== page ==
Manitou Springs • Students in Manitou Springs School District 14 soon could be testing their green-thumb skills.
At a biannual meeting Monday night between the City Council and school board members, Mayor Ken Jaray said he’d like to see students participate in an idea the council is taking up: a tree-planting program.
Involving children from the district “makes for a stronger pitch,” Jaray told the D-14 school board.
“It allows us to reach down to youth, which is what we really need to do,” he said.
It sounds like a sensible match, several school board members said.
“This is a good thing for kids to be involved in,” member Steve Weimer said. “It’s a good learning experience.”
Board member Natalie Johnson, who has served on the District Sustainability Plan Committee, said she thinks “It would be a easy fit for us.”
In addition to the school district, other groups are being asked to join a public-private partnership to launch the initiative, such as the Pikes Peak Area Council of Governments, Green Cities Coalition and the forestry service.
Tree planting is identified in the draft proposal as “a proven practice” to reduce greenhouse gas concentrations.
“Introducing families to an annual local tree planting can have long-standing impacts on both the family and the environment,” it states.
Planting a diverse sample of bare-root trees would occur in the fall, in locations city arborist Aly McAlexander and City Councilwoman and permaculture expert Becky Elder select.
If the City Council approves the proposal, 147 trees would go in the ground in October and November.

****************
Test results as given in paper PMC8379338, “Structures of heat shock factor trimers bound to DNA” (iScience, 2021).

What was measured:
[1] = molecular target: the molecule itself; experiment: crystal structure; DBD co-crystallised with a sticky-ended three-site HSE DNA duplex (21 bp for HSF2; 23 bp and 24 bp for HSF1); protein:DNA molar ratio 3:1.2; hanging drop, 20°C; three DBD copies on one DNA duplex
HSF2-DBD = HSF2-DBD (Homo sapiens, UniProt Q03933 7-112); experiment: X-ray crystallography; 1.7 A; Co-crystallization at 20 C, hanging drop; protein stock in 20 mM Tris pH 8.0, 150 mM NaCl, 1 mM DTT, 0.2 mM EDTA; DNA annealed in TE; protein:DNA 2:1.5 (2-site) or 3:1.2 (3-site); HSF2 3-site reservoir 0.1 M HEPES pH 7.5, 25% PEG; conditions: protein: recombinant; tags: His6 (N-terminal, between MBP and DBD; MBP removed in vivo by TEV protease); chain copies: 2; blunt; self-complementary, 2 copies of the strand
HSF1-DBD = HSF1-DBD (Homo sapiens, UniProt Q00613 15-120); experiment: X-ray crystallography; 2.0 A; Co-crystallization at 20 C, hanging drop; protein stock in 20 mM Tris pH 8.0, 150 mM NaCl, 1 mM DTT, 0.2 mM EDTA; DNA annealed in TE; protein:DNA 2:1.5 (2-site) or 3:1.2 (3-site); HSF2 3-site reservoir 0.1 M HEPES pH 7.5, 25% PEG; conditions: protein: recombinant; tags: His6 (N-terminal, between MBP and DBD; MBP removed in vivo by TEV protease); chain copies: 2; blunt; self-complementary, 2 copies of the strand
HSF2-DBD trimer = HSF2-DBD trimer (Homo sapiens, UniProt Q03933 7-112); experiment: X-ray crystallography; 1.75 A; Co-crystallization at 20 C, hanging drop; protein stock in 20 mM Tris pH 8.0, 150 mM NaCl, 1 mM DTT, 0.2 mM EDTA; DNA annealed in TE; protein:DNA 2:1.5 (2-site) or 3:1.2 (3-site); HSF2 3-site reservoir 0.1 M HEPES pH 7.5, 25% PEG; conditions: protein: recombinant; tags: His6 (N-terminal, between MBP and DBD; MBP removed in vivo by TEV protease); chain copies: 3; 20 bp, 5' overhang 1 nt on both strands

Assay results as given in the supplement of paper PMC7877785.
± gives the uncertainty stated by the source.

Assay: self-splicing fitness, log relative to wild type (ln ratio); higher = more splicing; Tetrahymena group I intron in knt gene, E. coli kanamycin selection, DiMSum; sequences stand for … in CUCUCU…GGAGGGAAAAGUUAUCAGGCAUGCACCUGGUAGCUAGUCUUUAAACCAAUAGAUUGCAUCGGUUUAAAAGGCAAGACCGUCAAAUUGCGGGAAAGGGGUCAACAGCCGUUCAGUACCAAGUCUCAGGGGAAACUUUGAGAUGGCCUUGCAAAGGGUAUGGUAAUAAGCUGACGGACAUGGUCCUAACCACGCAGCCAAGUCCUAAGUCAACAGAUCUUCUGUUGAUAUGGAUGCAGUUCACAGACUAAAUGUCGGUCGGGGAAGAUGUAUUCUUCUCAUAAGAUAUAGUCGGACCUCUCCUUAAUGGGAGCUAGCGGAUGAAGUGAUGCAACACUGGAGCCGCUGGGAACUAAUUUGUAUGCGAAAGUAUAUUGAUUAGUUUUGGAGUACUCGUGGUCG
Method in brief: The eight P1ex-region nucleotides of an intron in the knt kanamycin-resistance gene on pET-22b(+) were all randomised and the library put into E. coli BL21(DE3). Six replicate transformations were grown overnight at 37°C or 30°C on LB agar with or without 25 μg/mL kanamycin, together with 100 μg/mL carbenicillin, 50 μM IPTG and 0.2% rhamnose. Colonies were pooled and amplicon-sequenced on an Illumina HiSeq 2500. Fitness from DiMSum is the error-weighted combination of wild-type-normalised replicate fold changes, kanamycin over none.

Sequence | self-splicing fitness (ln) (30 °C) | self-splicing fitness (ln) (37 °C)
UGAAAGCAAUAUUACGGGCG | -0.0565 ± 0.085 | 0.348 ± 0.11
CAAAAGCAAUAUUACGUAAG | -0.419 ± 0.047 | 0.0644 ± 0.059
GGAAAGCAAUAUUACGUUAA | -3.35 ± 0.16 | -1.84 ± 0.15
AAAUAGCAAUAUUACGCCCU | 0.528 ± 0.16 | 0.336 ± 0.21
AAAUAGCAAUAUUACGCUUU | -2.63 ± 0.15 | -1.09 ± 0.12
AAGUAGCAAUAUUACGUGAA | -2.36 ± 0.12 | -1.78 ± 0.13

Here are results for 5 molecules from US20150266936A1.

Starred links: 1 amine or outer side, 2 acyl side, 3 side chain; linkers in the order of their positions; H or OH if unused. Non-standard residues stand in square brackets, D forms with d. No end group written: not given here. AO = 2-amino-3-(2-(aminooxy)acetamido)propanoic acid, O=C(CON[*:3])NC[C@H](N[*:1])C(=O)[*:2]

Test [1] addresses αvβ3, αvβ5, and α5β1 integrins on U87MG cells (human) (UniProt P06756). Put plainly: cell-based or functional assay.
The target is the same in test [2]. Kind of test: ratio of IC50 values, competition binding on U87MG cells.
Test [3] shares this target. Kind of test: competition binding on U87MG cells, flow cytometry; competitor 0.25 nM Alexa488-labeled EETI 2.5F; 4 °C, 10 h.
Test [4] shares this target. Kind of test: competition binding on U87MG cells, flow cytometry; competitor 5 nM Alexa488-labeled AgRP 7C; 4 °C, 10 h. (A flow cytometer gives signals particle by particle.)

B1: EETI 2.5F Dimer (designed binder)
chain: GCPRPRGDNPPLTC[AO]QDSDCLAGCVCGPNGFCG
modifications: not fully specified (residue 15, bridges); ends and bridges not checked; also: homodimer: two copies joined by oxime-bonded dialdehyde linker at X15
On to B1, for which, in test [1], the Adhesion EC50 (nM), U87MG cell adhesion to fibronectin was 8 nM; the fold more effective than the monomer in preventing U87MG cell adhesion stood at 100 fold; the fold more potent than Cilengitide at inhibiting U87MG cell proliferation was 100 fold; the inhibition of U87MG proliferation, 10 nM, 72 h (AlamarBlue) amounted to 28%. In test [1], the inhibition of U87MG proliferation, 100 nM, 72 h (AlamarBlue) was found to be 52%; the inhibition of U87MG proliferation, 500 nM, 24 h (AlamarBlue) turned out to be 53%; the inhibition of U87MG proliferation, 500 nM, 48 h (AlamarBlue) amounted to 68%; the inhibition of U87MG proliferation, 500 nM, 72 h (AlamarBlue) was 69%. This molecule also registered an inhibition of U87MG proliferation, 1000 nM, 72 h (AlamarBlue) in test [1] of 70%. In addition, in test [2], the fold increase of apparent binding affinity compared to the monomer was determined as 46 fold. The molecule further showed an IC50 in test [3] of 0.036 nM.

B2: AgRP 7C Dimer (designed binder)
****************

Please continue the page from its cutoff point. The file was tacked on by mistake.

The number marks the age of the historic tourist town, which abuts Colorado Springs to the west. The estimated cost for this first year is $2,500 to $3,000.
The number of trees planted would increase by one each year.
The project would also help celebrate the city’s 150th anniversary in 2022, leaders said.
Jaray said the city also is applying for Tree City USA designation from the Arbor Day Foundation. Colorado Springs has received the designation for 42 years — since the program started in 1976 —making it Colorado’s longest-running Tree City USA community.
Recipients achieve the status by meeting four standards of sound urban forestry management: maintaining a tree board or department, having a community tree ordinance, spending at least $2 per capita on urban forestry and celebrating Arbor Day.
Jaray envisions an offshoot family tree-planting component and perhaps other school districts in the area taking up a similar initiative.
School board members said they would discuss backing the proposal at a future meeting.
Jaray said the City Council likely will vote on the matter in September.
“Planting trees and urban forestation is really important,” Jaray said, “and it can make a difference.”
For the past 18 months, Manitou Springs city leaders have been working toward establishing an ordinance that would mandate “a commitment to a sustainable environment and an ambitious response to climate change.”
The draft ordinance contains 14 strategies to reduce greenhouse gas emissions, protect animals, insects and plants, monitor climate change indicators and develop environmental sustainability.
The tree planting program is one of the actions under consideration.
• Increasing pollinator plants on city and private property;
• Studying and improving food security;
• Eliminating single-use plastic and Styrofoam by the end of 2020;
• Establishing a hazardous waste disposal program;
• Adopting a “green business” program for water conservation, energy efficiency and waste reduction;
• Monitoring creeks for water quality and habitat protection;
• Adopting requirements for new construction and redevelopment addressing low environmental impacts, permeable surfaces and green-building standards;
• Starting a municipal composting program by the end of 2025; and
• Improving alternative transportation.
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